The Aerosol Wetting Test system consists of a spray-mist ultrasonic atomizer, a linear motion table, an illumination unit composed by parallel lights, an image detection system and a computer with software for image analysis. Small primary water drops with a narrow drop size distribution, forming a fog, were created using an ultrasonic atomizer nozzle (Sonotek, Impact, 120 kHz). This nozzle was fed by a syringe pump (Sonotek 997) ensuring a constant water flow of 5.0 ml/min. With a constant airflow, these drops were sprayed towards the sample surface, which was exposed to the spray for one cycle with two applications. Depending on the surface energy of the sample, these drops form a particular pattern, with wide or narrow secondary drops (formed by confluence of primary drops) on the surface. A camera (Olympus, Color View III, 2576 × 1932 pixles2, field of view: 13 × 10 mm²), positioned perpendicularly to the surface, was used to acquire images of these drop patterns in a pre-selected region of the tested surface. The pictures were processed (background subtraction and quality refining) using an image analysis software (Soft Imaging System, analy SIS 5.0). This step is necessary to remove structures or scratches on the sample. Afterwards, the perimeters of the drops were identified, and the areas of the drops were measured and classified. Using a two parameter fit, the results were fitted to match a Rosin-Rammler drop-size distribution [24] . The mean distribution width was used to rate the fitting results. The results obtained for each condition were compared among themselves and statements about the wetting properties were done [23] .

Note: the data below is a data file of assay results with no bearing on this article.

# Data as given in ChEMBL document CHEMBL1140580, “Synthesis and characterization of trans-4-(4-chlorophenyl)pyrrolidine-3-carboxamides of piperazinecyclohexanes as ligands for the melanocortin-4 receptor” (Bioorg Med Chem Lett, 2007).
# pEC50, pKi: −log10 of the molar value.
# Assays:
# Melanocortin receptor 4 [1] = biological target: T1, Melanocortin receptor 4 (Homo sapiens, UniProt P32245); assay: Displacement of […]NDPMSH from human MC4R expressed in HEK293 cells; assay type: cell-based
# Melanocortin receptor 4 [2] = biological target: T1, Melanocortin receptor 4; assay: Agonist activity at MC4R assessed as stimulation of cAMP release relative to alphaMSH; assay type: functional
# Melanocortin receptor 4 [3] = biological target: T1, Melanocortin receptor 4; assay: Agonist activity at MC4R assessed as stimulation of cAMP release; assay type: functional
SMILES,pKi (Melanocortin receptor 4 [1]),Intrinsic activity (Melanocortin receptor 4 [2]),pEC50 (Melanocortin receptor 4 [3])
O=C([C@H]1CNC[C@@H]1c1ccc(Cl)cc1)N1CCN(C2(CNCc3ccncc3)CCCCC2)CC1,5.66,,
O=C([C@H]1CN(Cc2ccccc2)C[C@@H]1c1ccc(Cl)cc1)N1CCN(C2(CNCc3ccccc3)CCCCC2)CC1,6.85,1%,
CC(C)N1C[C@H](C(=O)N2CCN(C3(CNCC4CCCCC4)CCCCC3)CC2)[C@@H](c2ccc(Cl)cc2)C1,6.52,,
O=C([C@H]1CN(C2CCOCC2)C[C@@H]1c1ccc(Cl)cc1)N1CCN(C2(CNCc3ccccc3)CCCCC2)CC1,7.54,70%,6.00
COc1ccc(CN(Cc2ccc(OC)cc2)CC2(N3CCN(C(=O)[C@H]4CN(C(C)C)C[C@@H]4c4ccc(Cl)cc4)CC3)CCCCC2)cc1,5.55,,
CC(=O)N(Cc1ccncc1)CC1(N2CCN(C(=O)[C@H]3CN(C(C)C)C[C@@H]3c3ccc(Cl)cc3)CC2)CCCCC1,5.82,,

2.4. Hydrogen Bubble Formation Test (H2BT)